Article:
NEW YORK (AP) — Here's some good news: The daffy ethos of "30 Rock" lives again in "Unbreakable Kimmy Schmidt." And why shouldn't it, since this new Netflix comedy (with its 13 episodes now available for streaming) was spawned by "30 Rock" co-creators Tina Fey and Robert Carlock?
Even better news: "Kimmy" is redolent of its own special quirkiness, even as it occupies the same Manhattan turf where "30 Rock" romped for seven rollicking seasons — and as it brings back "30 Rock" alum Jane Krakowski with her guarantee of laughter.
In the title role of "Unbreakable Kimmy Schmidt," Ellie Kemper ("The Office") plays a wide-eyed, plucky young woman who claims New York as her new home after being sprung from 15 years' captivity in the so-called "Indiana Mole Women" cult.
Though a bit behind the times (she fantasizes about a concert pairing Michael Jackson with Whitney Houston) and uninitiated in big-city life, Kimmy quickly finds an apartment (with Carol Kane as her eccentric landlady), a roommate (recurring "30 Rock" player Tituss Burgess as a flamboyant musical-star wannabe), and a position as nanny for wealthy Jacqueline Voorhees' bratty son and mouthy stepdaughter.
Jacqueline is played by scene-stealer Krakowski as a trophy wife who fears her luster has tarnished in her often-absent husband's eyes.
A former flight attendant on the make, "She's now turning the age of her husband's first wife when he ditched HER for Jacqueline," says Krakowski with a sympathetic chuckle.
Jacqueline is desperately self-obsessed and vain. When Kimmy lends encouragement with "Listen to your gut," Jacqueline replies indignantly, "I don't HAVE a gut!"
But she strikes a marked contrast with Jenna Maroney, the shamelessly ambitious TV personality Krakowski played on "30 Rock." Jenna was hilariously blind to her many shortcomings, oblivious to her second-rate career and talent.
"Jacqueline is so much more vulnerable at her core than Jenna ever was," says Krakowski. "Like Kimmy, who was locked in a bunker for 15 years, Jacqueline has been kept in her own gilded cage, and she hasn't found happiness there. Beyond the humor and jokes, she's a dark, rich character to play."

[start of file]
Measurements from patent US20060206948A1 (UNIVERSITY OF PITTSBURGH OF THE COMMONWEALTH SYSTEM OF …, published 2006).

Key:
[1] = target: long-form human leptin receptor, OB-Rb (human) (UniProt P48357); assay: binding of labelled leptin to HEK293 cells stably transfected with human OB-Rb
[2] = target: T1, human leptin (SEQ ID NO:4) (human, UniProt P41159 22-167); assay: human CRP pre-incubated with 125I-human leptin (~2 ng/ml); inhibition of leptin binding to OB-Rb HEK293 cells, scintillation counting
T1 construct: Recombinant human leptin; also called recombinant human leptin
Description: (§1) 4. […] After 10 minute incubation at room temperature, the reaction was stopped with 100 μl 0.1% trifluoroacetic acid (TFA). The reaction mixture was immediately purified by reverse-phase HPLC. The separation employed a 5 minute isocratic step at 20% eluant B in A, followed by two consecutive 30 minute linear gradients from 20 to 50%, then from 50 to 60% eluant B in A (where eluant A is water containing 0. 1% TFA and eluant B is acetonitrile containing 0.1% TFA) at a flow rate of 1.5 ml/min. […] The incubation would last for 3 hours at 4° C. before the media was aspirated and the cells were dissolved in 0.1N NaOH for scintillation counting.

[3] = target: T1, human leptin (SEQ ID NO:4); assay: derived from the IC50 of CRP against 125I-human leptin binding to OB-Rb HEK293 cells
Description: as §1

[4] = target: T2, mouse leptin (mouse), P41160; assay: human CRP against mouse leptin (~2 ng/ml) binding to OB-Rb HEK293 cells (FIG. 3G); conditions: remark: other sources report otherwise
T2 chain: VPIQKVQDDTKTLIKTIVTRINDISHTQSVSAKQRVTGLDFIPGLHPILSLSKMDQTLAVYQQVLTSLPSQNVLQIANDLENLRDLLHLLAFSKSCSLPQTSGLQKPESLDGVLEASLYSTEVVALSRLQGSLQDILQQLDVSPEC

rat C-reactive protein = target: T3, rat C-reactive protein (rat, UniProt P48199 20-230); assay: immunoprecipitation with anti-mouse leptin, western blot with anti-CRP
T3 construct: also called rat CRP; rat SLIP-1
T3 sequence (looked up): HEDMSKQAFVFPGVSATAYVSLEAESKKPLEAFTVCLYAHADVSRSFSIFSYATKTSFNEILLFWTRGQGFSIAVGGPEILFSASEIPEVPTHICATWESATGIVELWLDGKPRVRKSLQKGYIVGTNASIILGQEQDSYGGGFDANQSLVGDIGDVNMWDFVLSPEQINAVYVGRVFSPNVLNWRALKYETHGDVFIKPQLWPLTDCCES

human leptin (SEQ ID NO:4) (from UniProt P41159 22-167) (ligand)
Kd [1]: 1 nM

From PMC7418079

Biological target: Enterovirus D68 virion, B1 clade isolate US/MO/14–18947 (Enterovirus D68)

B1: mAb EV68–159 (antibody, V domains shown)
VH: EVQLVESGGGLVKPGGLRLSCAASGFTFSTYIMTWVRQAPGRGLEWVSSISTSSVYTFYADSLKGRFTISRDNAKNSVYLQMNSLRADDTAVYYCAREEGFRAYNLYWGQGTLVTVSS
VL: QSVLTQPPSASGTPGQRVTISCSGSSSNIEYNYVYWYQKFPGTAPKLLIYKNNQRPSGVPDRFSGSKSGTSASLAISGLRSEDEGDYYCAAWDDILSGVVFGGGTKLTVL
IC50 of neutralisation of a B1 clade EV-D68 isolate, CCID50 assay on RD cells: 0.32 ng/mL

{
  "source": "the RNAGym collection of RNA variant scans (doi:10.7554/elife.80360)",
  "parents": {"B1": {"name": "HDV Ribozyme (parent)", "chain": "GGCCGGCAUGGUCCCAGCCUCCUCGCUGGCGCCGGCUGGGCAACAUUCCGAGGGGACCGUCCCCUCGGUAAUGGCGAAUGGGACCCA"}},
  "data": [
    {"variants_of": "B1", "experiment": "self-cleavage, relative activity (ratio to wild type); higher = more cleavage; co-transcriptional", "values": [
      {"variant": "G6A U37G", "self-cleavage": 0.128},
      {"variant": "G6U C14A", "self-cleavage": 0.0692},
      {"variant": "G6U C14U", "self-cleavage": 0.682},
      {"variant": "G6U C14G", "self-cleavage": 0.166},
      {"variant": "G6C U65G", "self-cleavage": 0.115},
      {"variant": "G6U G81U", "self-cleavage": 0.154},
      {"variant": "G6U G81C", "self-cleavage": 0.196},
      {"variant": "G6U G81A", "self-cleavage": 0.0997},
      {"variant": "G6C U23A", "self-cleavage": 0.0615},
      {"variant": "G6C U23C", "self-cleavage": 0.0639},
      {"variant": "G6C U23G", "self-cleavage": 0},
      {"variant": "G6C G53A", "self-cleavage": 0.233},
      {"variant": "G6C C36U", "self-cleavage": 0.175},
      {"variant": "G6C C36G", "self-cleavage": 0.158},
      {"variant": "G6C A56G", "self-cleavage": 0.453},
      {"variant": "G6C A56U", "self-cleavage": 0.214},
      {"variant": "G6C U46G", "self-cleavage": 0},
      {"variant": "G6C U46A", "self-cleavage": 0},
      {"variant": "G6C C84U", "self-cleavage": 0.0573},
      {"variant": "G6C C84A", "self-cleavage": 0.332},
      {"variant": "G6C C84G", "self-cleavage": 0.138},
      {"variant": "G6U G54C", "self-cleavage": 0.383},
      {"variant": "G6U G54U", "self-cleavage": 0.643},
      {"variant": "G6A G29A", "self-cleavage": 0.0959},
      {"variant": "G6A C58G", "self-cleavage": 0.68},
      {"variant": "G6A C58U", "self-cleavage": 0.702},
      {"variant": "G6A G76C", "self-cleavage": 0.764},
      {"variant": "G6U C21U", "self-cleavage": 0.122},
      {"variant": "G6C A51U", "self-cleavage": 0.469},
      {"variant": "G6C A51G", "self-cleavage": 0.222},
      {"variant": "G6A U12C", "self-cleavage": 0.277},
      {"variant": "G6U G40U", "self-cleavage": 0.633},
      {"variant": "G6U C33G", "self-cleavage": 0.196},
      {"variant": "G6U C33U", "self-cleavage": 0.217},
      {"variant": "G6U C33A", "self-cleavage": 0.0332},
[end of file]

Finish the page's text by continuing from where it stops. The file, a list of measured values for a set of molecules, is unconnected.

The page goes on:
For someone so brassy and commanding on the screen, Krakowski in person is surprisingly pixyish, a charming blond sprite. Over an iced-tea-and-lemonade at a favorite lunch spot near her Manhattan home, she bears no signs of her status as a show-biz veteran, a multitalented threat whose film debut was as a youngster in "National Lampoon's Vacation," who from 1997 to 2002 was a regular on the groundbreaking legal dramedy "Ally McBeal," and along the way became a two-time Tony winner singing and dancing in such Broadway hits as "Grand Hotel," ''Company," ''Once Upon a Mattress," ''Nine" and "Starlight Express," for which she added nightly roller-skating marathons to her list of accomplishments.
She's a master of physical comedy and, as a vocalist, she can put across the most mouth-puckering lyrics (notably Jenna's "30 Rock" anthem, "Rural Juror," which inevitably came out something like "ruhrrr juhrrr").
Is there anything Krakowski can't do? "Draw pictures and cook, for starters," she says modestly.
Also: staying cool around stars she admires. For instance, she speaks of getting goose-bumpy among the glitterati at the recent "Saturday Night Live 40th Anniversary" gala.
"I've got to figure out a way to get over that awkward hump," she muses.
Growing up in New Jersey, Krakowski, now 46, was the daughter of parents who devoted their free time to community theater. Early on, she caught the acting bug herself and quickly turned pro.
"I got work as a child," she says, "but I never got really known, which is a great thing. I had time to fail and learn. I didn't have to get over the hurdle of being known as a youngster, then start over as an adult. Things progressed in a nice way to give my career longevity.
"Now I hope to grow old with Tina Fey and Robert Carlock and their comic world, if they'll have me."
Happily, "Kimmy" is already a go for a second season. That was part of the deal when Netflix snagged the series, which, filmed last fall, was originally headed for NBC.
A new season should bring a further strengthening of the odd-couple bond between Kimmy and Jacqueline, a relationship nourished by the chemistry between the two actresses.
"Ellie is sunshine and brightness, and I really love working with her," says Krakowski, adding, "Our first scene ever together was when we snuggle in bed together," with Kimmy comforting the comically distraught Jacqueline. "True to show-biz fashion, our most intimate scene was shot first."
No problem. Krakowski, as always, went with her gut. Even though she doesn't have one.
EDITOR'S NOTE — Frazier Moore is a national television columnist for The Associated Press. He can be reached at firstname.lastname@example.org and at http://www.twitter.com/tvfrazier. Past stories are available at http://bigstory.ap.org/content/frazier-moore